I couldn’t believe it. The discussion guide we use in Emmanuel UMC’s adult Sunday school class, which has been pretty good up to now, completely “whiffed” in its explanation of why God accepted Abel’s sacrifice but not Cain’s.

Genesis 4:2 …….And Abel was a keeper of sheep, but Cain was a tiller of the ground. And in process of time it came to pass, that Cain brought of the fruit of the ground an offering unto the LORD. And Abel, he also brought of the firstlings of his flock and of the fat thereof. And the LORD had respect unto Abel and to his offering; but unto Cain and to his offering he had not respect. And Cain was very wroth, and his countenance fell.

It wasn’t because Abel gave the first fruits of his flock and Cain brought “some grain,” and any Old Testament Jew reading the passage would instantly know the real reason.

The story of the brothers’ sacrifices really begins in chapter 3 with Adam and Eve. The word translated “evil” in the name of the tree means more than just abusing someone. The meaning also includes things like pain, sickness, fear, hunger, anger, jealousy, cold, etc. In short, “evil” represents all the bad things that could possibly happen. None of those things were in the world yet, and they had no experience with any of them.

When Adam sinned (it wasn’t Eve’s sin; she wasn’t created yet when God told Adam not to eat the fruit), their first experience with “evil” was fear. I’ve written a lot more about it on my website www.pastorjerrylive.org, and my book, What God Can’t Do.

Anyway, they covered themselves with leaves, but God covered them with animal skins. Animals die when their skins are taken off, so one individual died to cover the sins of another. Look up the “Day of Atonement” and the term “scapegoat” for more background.

The term sin means, “to miss the mark,” and how far we miss it by really doesn’t matter. There won’t be any sin in Heaven, so if God wants us there, we gotta get rid of that sin.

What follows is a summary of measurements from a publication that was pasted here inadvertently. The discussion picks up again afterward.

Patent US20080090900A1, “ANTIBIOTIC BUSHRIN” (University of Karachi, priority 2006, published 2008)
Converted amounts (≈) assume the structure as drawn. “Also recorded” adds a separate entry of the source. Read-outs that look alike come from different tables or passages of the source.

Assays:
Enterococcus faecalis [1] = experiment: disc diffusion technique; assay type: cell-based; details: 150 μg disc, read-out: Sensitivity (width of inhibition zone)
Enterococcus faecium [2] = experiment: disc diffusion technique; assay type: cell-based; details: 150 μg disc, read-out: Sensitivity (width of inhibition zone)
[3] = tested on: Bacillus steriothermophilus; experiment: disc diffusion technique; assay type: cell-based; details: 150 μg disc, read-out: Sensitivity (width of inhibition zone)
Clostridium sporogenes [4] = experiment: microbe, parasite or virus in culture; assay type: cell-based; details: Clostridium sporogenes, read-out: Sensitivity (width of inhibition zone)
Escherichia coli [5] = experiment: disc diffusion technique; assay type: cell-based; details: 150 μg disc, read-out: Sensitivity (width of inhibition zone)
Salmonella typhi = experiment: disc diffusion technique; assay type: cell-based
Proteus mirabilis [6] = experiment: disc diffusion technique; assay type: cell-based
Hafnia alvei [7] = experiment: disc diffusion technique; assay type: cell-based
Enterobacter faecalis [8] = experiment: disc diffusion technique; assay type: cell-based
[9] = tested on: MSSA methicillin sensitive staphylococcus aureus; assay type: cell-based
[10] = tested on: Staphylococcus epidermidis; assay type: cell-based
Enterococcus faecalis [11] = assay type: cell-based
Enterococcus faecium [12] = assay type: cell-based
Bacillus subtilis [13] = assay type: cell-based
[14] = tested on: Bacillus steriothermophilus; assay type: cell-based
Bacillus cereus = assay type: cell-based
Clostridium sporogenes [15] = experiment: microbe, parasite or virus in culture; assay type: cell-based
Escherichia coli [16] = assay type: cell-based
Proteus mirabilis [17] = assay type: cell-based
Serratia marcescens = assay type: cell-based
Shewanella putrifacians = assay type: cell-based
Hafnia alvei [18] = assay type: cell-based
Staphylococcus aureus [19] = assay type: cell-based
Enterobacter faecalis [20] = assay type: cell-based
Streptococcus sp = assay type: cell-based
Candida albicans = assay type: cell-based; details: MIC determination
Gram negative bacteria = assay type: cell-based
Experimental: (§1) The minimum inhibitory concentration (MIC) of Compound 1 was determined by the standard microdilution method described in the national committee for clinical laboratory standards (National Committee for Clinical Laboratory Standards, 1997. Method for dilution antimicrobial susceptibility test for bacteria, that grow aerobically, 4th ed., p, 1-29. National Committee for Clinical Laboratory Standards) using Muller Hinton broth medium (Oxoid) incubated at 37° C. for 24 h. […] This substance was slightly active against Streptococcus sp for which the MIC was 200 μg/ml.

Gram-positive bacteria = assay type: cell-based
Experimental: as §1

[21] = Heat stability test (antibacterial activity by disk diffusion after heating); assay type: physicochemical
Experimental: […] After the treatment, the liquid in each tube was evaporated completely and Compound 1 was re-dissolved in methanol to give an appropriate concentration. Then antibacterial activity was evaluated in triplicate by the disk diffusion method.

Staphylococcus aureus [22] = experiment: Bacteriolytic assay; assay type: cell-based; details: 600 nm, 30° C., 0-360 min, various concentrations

A fella named Paul wrote that, “without the shedding of blood, there is no remission of sin.” Aha! That’s it. When somebody sins, somebody has to die, since the “penalty for sin is death.” The shed blood proves that someone has died in connection with that sin, either the sinner, or his Redeemer, Jesus.

Without Christ, all will pay for their own sin. That’s why the New Testament focuses so much on the Blood of Christ cleansing the sins of the “redeemed,” and why this was such a huge blunder of the study guide editor.

So back to Cain and Abel. The sacrifice of Cain was bloodless, which means he was saying to God, “I am without sin.” God was angry with Cain for saying that, and He’s not going to be happy with anyone else saying or implying that either, but that is the message the world blares out day and night. God gave Cain another chance to “do the right thing,” and continues to do so with the world. But not forever.

A fella once told me that an oral agreement is worth the paper it’s written on. In other words: nothing. So is a “bloodless sacrifice.”

Author's Bio: 

Pastor Jerry L. Lewis is married (same girl 42 years), a retired career schoolteacher, and loves to write and speak. Other careers have included building contractor, missionary in New York, and United Methodist pastor in Ohio. He designed and built his own website to provide self help and guidance, and also to promote his first book, “What God Can’t Do.” His writing is mostly non-fiction. You’ll probably find him writing or in the back garage hatching up some new “labor saving” invention.
website http://www.pastorjerrylive.org
and http://www.theeffectivelife.com